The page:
Attitudes and behavioral intentions regarding managed care: a comparison of academic and community physicians. (1/140)

Physicians' attitudes toward managed care and the impact of these attitudes on behaviors that affect patient care are important factors in managed care reform. In addition, the attitudes of academic physicians may influence their willingness to reform medical education in an effort to prepare students to practice under managed care. Although it is a conventional opinion that the academic health center and its academic physicians are antagonistic toward managed care, there has not been a direct comparison of the attitudes of these physicians to those of practicing community physicians. We used a self-administered questionnaire to assess attitudes toward managed care and behavioral intentions regarding practices related to managed care; a sample of academic physicians (n = 129) was compared with a sample of community physicians (n = 307). Community physicians were less negative in their evaluations of the quality of care in a managed care environment, but no differences were identified between the two groups with regard to the cost-effectiveness, inevitability, or need to adapt to managed care. Academic specialists were more likely than academic primary care physicians to rate managed care as something to which they needed to adapt. Community physicians were less likely to report a willingness to change their referral patterns. Aggregating across practice type, we also uncovered systematic differences between primary care and specialist physicians. The data suggest that opinions about quality and cost-containment in managed care are significant correlates of intentions to change practice behaviors.  (+info)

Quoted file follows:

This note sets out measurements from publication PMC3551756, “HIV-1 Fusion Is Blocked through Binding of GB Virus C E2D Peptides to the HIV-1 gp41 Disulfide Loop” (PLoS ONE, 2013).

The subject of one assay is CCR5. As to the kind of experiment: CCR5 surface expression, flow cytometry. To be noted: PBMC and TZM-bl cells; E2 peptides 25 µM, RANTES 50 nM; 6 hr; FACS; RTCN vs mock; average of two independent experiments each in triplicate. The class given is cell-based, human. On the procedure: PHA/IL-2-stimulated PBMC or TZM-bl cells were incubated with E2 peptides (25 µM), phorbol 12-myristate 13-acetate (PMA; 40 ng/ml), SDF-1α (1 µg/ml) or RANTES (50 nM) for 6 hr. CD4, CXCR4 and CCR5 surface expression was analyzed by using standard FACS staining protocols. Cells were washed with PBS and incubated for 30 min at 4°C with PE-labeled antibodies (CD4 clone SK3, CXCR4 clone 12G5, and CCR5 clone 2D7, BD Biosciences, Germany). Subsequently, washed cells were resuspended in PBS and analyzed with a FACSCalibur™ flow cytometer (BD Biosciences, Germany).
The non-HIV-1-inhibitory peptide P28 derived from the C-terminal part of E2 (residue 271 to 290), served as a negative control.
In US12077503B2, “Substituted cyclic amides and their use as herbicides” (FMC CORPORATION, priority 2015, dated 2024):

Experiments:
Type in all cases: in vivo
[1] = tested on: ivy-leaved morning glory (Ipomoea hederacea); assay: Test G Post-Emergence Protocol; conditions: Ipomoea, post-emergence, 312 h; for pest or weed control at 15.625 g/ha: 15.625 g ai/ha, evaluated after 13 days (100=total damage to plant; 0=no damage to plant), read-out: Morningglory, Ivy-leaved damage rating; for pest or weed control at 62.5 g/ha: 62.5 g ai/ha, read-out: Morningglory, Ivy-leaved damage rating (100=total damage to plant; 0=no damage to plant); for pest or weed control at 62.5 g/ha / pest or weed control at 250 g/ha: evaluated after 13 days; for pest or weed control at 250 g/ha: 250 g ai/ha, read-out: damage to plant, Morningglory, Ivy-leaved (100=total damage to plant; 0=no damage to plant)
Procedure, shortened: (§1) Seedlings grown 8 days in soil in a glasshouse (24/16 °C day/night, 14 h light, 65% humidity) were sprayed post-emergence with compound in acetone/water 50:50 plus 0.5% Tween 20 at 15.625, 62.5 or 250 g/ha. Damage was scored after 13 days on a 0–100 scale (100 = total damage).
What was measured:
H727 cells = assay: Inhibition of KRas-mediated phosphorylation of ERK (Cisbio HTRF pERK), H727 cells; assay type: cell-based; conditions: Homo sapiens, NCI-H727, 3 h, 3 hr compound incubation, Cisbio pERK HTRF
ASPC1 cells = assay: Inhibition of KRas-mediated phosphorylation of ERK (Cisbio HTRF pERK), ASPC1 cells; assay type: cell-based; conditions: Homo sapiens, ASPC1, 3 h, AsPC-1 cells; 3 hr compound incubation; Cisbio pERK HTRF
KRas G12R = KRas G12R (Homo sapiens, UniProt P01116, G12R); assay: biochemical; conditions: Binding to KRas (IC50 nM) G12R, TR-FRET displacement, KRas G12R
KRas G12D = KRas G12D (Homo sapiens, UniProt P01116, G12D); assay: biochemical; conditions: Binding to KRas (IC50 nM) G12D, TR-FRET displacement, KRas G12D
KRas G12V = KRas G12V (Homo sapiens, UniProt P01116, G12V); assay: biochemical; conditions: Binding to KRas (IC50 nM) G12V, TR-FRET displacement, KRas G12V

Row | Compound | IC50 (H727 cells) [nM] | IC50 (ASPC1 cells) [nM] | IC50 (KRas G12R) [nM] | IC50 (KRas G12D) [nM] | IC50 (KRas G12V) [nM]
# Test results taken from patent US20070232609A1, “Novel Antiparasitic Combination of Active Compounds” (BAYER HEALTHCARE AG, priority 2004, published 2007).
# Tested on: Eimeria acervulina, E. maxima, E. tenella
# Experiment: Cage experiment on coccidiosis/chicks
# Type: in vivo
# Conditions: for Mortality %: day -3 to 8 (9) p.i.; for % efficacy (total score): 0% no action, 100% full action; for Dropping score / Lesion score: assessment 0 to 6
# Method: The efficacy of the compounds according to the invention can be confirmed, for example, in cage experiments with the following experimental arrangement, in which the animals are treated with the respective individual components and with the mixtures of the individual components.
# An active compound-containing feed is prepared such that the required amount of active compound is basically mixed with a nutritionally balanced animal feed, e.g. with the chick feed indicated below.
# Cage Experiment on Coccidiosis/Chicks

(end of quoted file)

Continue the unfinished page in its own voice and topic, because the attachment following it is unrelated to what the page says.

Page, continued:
Resolution and resurgence of schistosoma haematobium-induced pathology after community-based chemotherapy in ghana, as detected by ultrasound. (2/140)

Community-based treatment is recommended for endemic populations with urinary schistosomiasis; however, the optimal target group for treatment and retreatment interval have not been established. Using ultrasound, this study identified subpopulations whose lesions were most likely to respond to treatment and characterized resurgence of pathology. Ultrasound examination of 1202 infected patients was followed by chemotherapy with praziquantel. A sample of 698 patients was followed for 18 months after treatment. Nearly all types of bladder pathologies resolved after treatment, regardless of patient's age or intensity of initial infection. However, many patients' upper urinary tract pathologies (62.5%) did not resolve. During the 18-month follow-up period, reappearance of severe bladder pathologies was rare, and <10% of persons had resurgence of mild bladder pathologies. For this population, retreatment is not needed annually but might be cost effective if given several years later. Confirmation from other areas is required before general policies can be formed.  (+info)

A pilot study of community-based training of hospital obstetric senior house officers. (3/140)

Most senior house officer (SHOs) posts have little relevance to general practice. This problem was addressed in a pilot community teaching placement, of up to one session per week over four to six months that was set up to learn community-based obstetrics from primary health care teams. The nine participating SHOs were interviewed; qualitative analysis revealed seven themes that were important to the SHOs that should help guide further community-based teaching. Such sessional release for improving the practice-based component of vocational training merits evaluation in a larger study.  (+info)

A randomized, community-based trial of the effects of improved, centrally processed complementary foods on growth and micronutrient status of Ghanaian infants from 6 to 12 mo of age. (4/140)